Power Girl

Standard

Something that has always bothered me as a woman who reads and loves comic books is common ideas and stereotypes about women who do read comic books. And reading this the other day got me thinking about this. As I am a feminist, people always assume my problem with female characters is the large breasts and tiny uniforms. So I have written this to try and explain that breasts and uniforms are the least of my worries. I’m going to compare two images of Power Girl, from the DCU, to try and explain what I perceive the real problem to be. The first is Michael Turner’s cover from the Justice League of America issue number 10, and the second is Amanda Conner’s cover of the Justice Society of Americas Classified issue number 1.

Lets get straight to the point; She has huge breasts and a scanty uniform. But you know what? It’s not the breasts that bother me; it’s the eyes.

The representation of gender through comic books can vary hugely, depending on the artist. Not just in the way the body is drawn but through the gaze and the context of the image. An image can show both the artists desires and the desires of the community they are pandering to, although how the artist perceives what said community wants can vary from artist to artist. I’m focusing on two images of the same woman, yet two entirely different representations, as I feel they display the problems with female representation in the comic book world as a whole.

Let me explain. I don’t object to the breasts being large; Power Girl has always had huge breasts and it is part of who she is. Her body can be unrealistic, but should at least be in keeping with the comic book aesthetic – exaggerated but not deformed. The image is not a likely aspiration for female readers and male readers are aware that it is not a realistic body standard; at least one would hope. My problem, as earlier stated, is the eyes. Expanding on that, its the way strength and weakness is displayed, posture, and how power girl is viewed.

Turners Power Girl

The first image is Michael Turner’s controversial image of Power Girl. This image caused uproar in the comic book community, mainly because of her hugely out of proportion breasts and their ridiculous position to the rest of her body. When we look at the image we are drawn to her breasts through the keyhole shape her leotard makes, and follow the eye out to a ridiculous and impossible body. Yet to me, it is not the body that is the problem with this image, that kind of body is fairly common in comic books (although this is a somewhat exaggerated version of the standard large breasted body), it is the blank stare that bothers. Look closer, to her eyes and her stance; she appears weak and she is submissive – a little girl lost. That she is a woman is in no doubt, yet she is not a powerful woman. She is standing passively, she looks like she needs rescuing, the image is static.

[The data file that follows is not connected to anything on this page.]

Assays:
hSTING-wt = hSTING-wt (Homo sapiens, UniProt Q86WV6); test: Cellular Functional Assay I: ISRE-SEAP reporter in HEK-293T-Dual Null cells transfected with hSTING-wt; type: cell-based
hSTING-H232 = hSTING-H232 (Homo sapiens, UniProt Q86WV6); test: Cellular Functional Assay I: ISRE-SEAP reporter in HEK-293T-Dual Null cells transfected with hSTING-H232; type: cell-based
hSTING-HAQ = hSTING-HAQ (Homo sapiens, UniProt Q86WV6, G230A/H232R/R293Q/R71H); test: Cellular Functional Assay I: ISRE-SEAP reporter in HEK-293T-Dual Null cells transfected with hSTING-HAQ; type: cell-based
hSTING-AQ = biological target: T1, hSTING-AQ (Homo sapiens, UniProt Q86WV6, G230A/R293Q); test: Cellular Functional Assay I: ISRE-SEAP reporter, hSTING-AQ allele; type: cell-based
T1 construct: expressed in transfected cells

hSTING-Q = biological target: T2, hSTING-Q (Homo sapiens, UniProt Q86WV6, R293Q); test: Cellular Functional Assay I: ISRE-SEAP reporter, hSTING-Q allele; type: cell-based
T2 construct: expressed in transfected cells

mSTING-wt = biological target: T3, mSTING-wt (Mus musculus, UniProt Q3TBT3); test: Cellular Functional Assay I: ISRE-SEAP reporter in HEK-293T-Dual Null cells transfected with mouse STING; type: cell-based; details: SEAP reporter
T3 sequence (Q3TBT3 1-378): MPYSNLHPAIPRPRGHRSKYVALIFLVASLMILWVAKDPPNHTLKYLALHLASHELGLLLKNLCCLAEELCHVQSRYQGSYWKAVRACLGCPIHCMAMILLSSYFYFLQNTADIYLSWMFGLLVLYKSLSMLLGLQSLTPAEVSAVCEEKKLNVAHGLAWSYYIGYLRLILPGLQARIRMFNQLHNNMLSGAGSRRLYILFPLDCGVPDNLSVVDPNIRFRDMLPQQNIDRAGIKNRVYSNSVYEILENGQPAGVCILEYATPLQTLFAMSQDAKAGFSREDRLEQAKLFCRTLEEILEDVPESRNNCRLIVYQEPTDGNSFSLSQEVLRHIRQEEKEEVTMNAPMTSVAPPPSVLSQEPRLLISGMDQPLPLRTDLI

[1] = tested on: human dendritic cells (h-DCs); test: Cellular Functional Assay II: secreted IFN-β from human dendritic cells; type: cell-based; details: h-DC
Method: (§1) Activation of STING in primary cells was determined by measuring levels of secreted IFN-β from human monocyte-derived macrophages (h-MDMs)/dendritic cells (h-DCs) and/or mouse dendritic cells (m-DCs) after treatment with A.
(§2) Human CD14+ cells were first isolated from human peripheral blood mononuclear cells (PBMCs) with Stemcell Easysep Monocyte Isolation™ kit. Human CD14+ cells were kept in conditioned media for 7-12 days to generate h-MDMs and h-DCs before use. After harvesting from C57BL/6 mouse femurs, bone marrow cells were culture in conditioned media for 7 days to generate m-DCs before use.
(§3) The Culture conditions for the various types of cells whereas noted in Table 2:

Connor's Power Girl

The second image is Amanda Conner’s version of Power Girl — an entirely different Power Girl. Her stance is strong, her gaze is challenging, her eyes are alive and she is enjoying herself. Her knowing smile and the way she is rolling up her sleeve scream action and moment. You know she is a woman, she flaunts the fact. The enormous breasts are there but she wears them well. She is proud of who she is and aware of her sexuality, and she is not hiding behind her breasts waiting for someone to save her. She parades her strength and sexuality; she revels in it. The keyhole in her uniform is still there, perhaps just exhibiting the DCU for what it is: a place of escapism. People don’t necessarily want hyper-realism in superhero comic books, but they do want strength and self-awareness – an escape that is fantastic but not absurd. We desire to absorb ourselves in the story and the character. The image implies strength and action, and there is movement.

What dominates the image is the eyes, the strong stance, the fact she is shown to be powerful, and – importantly– she is proud. She knows she could kick arse and so does the viewer. That is Power Girl.

So please, artists out there. Don’t make our superhero women weak little girls lost. We want action and strength just as much as the lads. We don’t want to be saved. We don’t need to be saved; we want escapism with power.

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